From School Library Journal
YA-A riveting fictionalized account of Robert Falcon Scott's doomed British expedition to the South Pole in 1910, related through the diary entries of five of its members. Bainbridge conveys a vivid sense of the era and of the pride, idealism, and bravado of the explorers as they prepare for their adventure. Once they reach Antarctica, their attention turns to the excitement and pleasure in the scenic and scientific discoveries that await them. But in the final analysis, it is their courage and fortitude that shine through in the face of failure (the Norwegian Amundsen beat them to the South Pole by a month) and the realization that they will not survive.
This novel had me cheering and sobbing, it's chocked full of courage and although it is fiction, it reads like it's true. Somehow Mr Bainbridge's words got into my bones and i could not let go. Brutal as the Antarctic existence can be, one wants to live to return and tell the story, but when it is realized that that will not happen, life changes in a blink of an eye. There is nothing more serious as death watching you, knowing there is no where to run. This is deep, so deep it crawls inside of your mind and you will carry it for sometime. This is what i personally look for in a perfect read.
If you are new to the story of Robert Falcon Scott, and his four companions, who were beaten to the South Pole by the Norwegian explorer Roald Amundsen, and died in their attempt to get back to home base, then this novel isn't the place to start. (One place to start: "The Worst Journey in the World," by Apsley Cherry-Garrard, a member of Scott's final expedition.) This novel consists of five first person stream of consciousness "reflections," which depend on some knowledge of the legend of the tragedy, and its key characters: the "noble" leader Scott; scientist Wilson; plucky, gung-ho team player "Birdie" Bowers; taciturn, self-sacrificing Oates; and the "gentle giant" (and only representative of the non-officer class) Petty Officer Evans.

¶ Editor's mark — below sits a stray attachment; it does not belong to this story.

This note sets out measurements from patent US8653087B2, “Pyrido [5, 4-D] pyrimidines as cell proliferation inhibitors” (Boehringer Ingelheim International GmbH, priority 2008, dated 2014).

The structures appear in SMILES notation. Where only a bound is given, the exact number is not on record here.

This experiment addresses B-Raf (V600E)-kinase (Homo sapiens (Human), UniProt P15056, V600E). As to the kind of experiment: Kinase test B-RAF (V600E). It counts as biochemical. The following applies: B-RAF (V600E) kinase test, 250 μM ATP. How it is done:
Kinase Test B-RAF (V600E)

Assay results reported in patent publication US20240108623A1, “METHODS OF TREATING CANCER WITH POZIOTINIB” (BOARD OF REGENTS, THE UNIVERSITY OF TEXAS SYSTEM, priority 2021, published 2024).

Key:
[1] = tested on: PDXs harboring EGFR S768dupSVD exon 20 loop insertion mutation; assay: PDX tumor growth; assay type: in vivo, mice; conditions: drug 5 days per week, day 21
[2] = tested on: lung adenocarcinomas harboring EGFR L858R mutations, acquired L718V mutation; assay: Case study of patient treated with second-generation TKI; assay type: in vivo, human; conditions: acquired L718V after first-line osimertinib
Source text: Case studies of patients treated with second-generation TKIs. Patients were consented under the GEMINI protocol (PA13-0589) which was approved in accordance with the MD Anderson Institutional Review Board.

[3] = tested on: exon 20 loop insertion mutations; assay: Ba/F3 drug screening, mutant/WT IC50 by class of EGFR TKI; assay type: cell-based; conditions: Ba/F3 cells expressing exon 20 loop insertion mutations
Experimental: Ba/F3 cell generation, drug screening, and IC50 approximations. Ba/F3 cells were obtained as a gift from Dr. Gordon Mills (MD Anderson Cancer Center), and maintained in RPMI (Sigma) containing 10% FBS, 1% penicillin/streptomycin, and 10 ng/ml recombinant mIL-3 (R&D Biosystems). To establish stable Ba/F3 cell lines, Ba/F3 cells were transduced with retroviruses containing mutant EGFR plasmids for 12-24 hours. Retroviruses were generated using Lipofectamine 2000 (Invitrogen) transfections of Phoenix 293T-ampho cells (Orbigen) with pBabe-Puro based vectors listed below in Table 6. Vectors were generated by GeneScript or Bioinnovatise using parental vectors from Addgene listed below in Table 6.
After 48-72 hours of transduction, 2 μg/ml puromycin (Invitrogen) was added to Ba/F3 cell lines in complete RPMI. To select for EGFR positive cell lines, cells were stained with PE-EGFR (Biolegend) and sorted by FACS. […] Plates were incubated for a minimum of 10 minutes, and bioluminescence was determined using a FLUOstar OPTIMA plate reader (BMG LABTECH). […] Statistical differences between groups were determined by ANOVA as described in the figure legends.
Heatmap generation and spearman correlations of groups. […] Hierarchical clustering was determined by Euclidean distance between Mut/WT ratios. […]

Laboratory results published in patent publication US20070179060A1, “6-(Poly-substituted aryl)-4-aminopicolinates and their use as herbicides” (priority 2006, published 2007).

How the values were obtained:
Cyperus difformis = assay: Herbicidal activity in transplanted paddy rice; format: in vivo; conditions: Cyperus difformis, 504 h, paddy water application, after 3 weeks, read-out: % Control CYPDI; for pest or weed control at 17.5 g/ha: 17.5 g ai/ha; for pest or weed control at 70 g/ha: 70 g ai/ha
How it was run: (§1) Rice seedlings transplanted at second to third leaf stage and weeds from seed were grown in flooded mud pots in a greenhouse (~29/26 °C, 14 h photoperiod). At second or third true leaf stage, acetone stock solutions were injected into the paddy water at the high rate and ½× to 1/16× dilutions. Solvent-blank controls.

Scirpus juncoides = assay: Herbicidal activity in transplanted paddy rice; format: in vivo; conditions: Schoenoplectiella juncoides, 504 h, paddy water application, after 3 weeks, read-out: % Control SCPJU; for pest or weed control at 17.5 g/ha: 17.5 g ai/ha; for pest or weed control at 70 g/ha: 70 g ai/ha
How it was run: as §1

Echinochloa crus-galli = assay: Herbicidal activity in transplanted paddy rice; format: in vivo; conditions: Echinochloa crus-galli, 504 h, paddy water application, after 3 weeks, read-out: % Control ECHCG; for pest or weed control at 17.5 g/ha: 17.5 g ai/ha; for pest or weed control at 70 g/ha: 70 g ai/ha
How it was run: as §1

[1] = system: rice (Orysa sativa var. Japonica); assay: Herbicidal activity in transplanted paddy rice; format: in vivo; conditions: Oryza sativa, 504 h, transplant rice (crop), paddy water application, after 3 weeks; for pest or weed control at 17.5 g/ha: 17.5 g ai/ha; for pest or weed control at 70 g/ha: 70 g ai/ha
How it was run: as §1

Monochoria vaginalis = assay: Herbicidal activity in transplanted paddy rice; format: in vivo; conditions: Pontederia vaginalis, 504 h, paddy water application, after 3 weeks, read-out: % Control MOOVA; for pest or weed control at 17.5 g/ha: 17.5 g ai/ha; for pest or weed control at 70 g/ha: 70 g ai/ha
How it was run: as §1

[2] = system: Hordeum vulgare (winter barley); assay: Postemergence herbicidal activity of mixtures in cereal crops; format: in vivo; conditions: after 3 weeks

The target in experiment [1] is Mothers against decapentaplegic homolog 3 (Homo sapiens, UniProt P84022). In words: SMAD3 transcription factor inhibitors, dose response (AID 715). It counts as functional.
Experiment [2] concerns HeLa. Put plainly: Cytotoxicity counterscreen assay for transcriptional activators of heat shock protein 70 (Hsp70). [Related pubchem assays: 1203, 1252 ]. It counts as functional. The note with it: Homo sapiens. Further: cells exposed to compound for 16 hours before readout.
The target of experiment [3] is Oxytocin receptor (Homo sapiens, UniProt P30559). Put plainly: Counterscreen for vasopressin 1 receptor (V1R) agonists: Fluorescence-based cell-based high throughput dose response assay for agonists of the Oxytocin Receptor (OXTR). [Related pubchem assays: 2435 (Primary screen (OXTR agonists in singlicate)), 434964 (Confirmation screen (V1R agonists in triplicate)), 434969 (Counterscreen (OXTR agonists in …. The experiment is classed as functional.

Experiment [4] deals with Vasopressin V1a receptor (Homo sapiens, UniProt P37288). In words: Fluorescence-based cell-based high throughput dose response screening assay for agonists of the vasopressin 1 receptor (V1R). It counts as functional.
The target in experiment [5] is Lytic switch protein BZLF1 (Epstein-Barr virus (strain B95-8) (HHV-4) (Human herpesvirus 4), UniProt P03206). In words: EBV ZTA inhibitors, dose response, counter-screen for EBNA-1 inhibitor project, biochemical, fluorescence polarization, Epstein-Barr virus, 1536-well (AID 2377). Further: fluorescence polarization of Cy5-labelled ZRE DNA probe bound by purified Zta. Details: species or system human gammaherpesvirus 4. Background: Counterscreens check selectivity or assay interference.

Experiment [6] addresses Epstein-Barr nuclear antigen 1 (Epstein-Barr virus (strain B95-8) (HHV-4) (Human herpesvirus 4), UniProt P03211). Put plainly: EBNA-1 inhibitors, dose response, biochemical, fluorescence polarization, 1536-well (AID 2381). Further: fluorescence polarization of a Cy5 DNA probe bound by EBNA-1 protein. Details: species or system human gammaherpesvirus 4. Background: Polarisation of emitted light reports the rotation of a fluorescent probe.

Without knowing the cliches that these five men were turned into, in the "Boy's Own" fairytale that their disastrous mission became in the 100+ years since their death, I don't think it would be obvious just how cleverly Bainbridge puts flesh on bones that hero-worship had stripped of most of their humanity. While revisionist histories put the blame squarely on Scott, as a poor leader who made very bad choices, Bainbridge does a remarkable job of channeling the voices of the five, demonstrating how the weaknesses of each one (and even their strengths) contributed to the tragedy. And at the same time, she gives credit to the power of the legend, leaving the reader with a sense of profound sadness that such good intentions and --yes, let's be old fashioned for a moment -- nobility should have ended so badly. I'm greatly looking forward to Bainbridge's take on the Titanic ("Every Man for Himself") -- another tragedy that might have ended very differently if only one person in a position of authority had thought for a moment and said, "Hey, wait ...."
So if you're familiar with the story of Robert Falcon Scott, I highly recommend this novel for its canny insights into the characters involved, and how an expedition that was supposed to demonstrate an Empire's strength of technology and character went so badly wrong. And if you are new to the story of Robert Falcon Scott ... it's a great story. And this wonderful novel will be waiting for you.